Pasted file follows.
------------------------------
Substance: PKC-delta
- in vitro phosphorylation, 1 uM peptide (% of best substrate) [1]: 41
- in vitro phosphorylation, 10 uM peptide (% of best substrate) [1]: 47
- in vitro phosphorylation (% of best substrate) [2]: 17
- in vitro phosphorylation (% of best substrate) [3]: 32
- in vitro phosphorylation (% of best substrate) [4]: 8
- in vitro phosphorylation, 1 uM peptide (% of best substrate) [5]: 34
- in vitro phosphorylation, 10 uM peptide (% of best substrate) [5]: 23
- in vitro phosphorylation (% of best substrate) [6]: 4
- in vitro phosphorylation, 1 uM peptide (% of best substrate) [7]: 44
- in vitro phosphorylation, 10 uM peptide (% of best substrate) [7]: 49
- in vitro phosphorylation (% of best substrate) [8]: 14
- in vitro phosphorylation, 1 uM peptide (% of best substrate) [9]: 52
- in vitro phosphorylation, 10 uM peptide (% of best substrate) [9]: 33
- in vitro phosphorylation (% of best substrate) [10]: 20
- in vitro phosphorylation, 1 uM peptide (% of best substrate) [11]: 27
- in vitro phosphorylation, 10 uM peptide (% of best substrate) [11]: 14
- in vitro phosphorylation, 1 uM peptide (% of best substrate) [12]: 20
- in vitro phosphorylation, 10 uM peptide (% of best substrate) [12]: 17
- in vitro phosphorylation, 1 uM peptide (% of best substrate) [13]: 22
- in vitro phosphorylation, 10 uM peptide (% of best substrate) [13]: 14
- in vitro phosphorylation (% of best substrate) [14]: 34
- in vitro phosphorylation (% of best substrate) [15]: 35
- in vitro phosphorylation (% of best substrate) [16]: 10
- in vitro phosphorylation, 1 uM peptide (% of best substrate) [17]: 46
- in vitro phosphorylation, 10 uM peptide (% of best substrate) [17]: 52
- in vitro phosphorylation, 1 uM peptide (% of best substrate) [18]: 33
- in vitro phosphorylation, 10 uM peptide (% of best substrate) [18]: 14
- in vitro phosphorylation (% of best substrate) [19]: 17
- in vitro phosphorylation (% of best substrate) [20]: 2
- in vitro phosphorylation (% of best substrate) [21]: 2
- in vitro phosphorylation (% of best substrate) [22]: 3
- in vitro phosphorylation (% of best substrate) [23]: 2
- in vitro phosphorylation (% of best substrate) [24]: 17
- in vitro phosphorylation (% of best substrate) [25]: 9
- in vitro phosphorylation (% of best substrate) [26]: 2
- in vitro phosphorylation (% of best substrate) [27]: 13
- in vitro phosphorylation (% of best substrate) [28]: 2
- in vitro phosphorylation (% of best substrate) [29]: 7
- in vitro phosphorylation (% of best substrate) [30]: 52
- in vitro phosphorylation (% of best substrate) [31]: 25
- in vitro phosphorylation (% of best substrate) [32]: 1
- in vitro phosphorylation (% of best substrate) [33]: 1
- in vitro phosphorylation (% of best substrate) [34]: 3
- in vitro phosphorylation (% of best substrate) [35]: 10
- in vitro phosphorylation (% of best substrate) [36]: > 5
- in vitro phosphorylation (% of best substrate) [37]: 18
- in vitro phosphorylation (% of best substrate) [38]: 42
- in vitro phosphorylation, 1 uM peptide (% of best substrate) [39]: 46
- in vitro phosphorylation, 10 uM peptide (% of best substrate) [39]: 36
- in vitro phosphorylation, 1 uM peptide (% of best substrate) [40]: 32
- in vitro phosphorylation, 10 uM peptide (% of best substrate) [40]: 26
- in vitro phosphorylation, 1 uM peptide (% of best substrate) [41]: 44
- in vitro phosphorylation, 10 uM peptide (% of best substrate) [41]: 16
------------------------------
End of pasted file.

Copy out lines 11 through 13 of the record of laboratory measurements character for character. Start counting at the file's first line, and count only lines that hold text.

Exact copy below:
- in vitro phosphorylation, 10 uM peptide (% of best substrate) [7]: 49
- in vitro phosphorylation (% of best substrate) [8]: 14
- in vitro phosphorylation, 1 uM peptide (% of best substrate) [9]: 52